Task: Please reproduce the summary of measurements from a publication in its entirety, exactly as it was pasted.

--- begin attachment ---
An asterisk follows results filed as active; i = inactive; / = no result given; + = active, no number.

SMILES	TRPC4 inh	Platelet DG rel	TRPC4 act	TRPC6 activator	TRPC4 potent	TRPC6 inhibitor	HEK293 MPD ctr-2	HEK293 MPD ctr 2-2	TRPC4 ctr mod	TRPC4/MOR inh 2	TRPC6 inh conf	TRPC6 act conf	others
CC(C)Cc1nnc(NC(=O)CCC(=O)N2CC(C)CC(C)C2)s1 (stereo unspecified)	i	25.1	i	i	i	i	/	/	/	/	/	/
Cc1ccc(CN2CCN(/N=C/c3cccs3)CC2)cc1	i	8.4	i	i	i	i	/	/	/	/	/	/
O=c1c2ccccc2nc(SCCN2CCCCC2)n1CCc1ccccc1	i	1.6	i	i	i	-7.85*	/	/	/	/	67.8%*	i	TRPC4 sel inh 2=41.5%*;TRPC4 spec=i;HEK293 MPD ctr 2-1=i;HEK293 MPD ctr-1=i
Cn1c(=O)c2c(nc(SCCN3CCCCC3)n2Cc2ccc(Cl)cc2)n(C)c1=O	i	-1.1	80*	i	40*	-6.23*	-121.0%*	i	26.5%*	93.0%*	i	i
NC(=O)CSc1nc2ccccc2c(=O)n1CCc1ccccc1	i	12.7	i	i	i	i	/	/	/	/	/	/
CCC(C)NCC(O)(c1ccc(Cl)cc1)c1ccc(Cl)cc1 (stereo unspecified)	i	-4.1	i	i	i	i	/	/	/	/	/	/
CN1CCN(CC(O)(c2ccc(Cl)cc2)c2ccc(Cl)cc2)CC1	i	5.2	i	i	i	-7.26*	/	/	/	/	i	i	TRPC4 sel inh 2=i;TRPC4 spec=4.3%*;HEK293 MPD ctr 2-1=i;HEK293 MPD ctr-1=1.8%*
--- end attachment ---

An asterisk follows results filed as active; i = inactive; / = no result given; + = active, no number.

SMILES	TRPC4 inh	Platelet DG rel	TRPC4 act	TRPC6 activator	TRPC4 potent	TRPC6 inhibitor	HEK293 MPD ctr-2	HEK293 MPD ctr 2-2	TRPC4 ctr mod	TRPC4/MOR inh 2	TRPC6 inh conf	TRPC6 act conf	others
CC(C)Cc1nnc(NC(=O)CCC(=O)N2CC(C)CC(C)C2)s1 (stereo unspecified)	i	25.1	i	i	i	i	/	/	/	/	/	/
Cc1ccc(CN2CCN(/N=C/c3cccs3)CC2)cc1	i	8.4	i	i	i	i	/	/	/	/	/	/
O=c1c2ccccc2nc(SCCN2CCCCC2)n1CCc1ccccc1	i	1.6	i	i	i	-7.85*	/	/	/	/	67.8%*	i	TRPC4 sel inh 2=41.5%*;TRPC4 spec=i;HEK293 MPD ctr 2-1=i;HEK293 MPD ctr-1=i
Cn1c(=O)c2c(nc(SCCN3CCCCC3)n2Cc2ccc(Cl)cc2)n(C)c1=O	i	-1.1	80*	i	40*	-6.23*	-121.0%*	i	26.5%*	93.0%*	i	i
NC(=O)CSc1nc2ccccc2c(=O)n1CCc1ccccc1	i	12.7	i	i	i	i	/	/	/	/	/	/
CCC(C)NCC(O)(c1ccc(Cl)cc1)c1ccc(Cl)cc1 (stereo unspecified)	i	-4.1	i	i	i	i	/	/	/	/	/	/
CN1CCN(CC(O)(c2ccc(Cl)cc2)c2ccc(Cl)cc2)CC1	i	5.2	i	i	i	-7.26*	/	/	/	/	i	i	TRPC4 sel inh 2=i;TRPC4 spec=4.3%*;HEK293 MPD ctr 2-1=i;HEK293 MPD ctr-1=1.8%*